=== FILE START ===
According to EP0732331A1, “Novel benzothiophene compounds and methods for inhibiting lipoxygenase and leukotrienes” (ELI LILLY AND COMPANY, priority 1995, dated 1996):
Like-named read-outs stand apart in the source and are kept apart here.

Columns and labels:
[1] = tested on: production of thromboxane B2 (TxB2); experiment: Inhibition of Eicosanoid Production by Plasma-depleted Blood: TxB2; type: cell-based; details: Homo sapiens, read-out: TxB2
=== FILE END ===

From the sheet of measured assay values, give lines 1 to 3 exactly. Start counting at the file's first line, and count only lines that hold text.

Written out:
According to EP0732331A1, “Novel benzothiophene compounds and methods for inhibiting lipoxygenase and leukotrienes” (ELI LILLY AND COMPANY, priority 1995, dated 1996):
Like-named read-outs stand apart in the source and are kept apart here.

Columns and labels: